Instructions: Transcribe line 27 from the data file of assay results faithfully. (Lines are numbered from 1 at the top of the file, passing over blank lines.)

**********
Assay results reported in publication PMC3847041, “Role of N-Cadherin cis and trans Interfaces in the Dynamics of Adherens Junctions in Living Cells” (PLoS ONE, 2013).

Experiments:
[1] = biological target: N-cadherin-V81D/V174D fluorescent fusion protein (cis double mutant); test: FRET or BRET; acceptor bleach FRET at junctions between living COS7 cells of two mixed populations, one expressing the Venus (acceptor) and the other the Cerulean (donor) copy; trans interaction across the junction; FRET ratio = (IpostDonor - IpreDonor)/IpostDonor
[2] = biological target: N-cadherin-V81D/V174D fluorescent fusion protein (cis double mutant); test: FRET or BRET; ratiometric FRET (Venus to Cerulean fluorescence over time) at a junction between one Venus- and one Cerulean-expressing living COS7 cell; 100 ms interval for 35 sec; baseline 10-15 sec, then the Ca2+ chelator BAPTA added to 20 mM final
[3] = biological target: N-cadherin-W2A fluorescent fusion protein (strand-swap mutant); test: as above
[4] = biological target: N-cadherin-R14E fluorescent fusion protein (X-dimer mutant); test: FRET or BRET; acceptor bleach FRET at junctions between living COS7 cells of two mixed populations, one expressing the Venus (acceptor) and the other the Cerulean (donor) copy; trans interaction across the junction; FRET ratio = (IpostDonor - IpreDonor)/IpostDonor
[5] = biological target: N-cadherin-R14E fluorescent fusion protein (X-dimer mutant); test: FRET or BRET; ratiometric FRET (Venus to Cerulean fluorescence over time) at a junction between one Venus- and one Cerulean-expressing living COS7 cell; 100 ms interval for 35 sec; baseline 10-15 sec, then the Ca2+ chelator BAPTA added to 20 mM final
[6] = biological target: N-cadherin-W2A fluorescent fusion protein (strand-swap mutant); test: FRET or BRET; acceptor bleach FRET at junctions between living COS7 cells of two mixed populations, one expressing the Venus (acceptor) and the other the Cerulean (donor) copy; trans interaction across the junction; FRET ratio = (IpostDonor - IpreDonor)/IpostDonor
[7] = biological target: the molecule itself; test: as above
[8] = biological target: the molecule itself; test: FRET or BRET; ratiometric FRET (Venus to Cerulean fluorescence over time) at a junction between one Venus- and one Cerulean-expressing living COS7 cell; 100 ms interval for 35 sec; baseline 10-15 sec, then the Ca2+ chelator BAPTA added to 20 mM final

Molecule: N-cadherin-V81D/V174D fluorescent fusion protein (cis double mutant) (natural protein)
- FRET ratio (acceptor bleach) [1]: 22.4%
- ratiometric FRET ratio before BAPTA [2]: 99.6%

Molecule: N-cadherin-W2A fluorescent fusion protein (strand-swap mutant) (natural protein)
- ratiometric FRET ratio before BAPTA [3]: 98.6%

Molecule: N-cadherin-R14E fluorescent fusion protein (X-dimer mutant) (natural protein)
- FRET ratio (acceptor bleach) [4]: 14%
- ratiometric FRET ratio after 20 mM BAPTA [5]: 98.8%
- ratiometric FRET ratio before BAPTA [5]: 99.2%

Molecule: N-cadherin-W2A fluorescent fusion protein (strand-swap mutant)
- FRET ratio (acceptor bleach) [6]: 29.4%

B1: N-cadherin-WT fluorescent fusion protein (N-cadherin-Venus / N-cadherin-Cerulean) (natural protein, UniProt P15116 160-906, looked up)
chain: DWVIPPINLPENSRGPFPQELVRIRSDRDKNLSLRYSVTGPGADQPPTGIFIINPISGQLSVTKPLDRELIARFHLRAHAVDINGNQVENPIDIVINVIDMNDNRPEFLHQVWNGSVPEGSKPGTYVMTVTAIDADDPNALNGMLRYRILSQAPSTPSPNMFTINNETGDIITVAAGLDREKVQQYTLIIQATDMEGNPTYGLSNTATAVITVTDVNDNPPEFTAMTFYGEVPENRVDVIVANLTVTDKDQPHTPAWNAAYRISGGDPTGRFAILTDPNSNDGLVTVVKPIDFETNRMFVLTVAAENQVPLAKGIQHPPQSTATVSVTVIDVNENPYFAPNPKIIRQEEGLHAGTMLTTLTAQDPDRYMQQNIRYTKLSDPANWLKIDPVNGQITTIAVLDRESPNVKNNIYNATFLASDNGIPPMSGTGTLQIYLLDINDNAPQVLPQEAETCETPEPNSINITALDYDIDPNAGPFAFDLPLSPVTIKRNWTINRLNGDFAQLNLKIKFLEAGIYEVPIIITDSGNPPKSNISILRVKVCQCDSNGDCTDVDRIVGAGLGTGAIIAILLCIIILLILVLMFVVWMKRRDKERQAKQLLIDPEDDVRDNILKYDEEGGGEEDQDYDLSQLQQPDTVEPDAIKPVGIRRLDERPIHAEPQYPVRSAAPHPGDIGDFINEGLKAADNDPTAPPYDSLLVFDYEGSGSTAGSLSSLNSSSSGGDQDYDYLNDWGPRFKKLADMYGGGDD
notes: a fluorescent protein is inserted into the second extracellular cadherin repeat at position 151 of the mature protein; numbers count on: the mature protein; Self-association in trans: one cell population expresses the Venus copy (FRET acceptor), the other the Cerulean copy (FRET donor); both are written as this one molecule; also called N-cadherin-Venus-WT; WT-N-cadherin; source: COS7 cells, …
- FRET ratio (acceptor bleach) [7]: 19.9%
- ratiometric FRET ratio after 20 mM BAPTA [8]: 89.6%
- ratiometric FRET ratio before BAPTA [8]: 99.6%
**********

- ratiometric FRET ratio before BAPTA [8]: 99.6%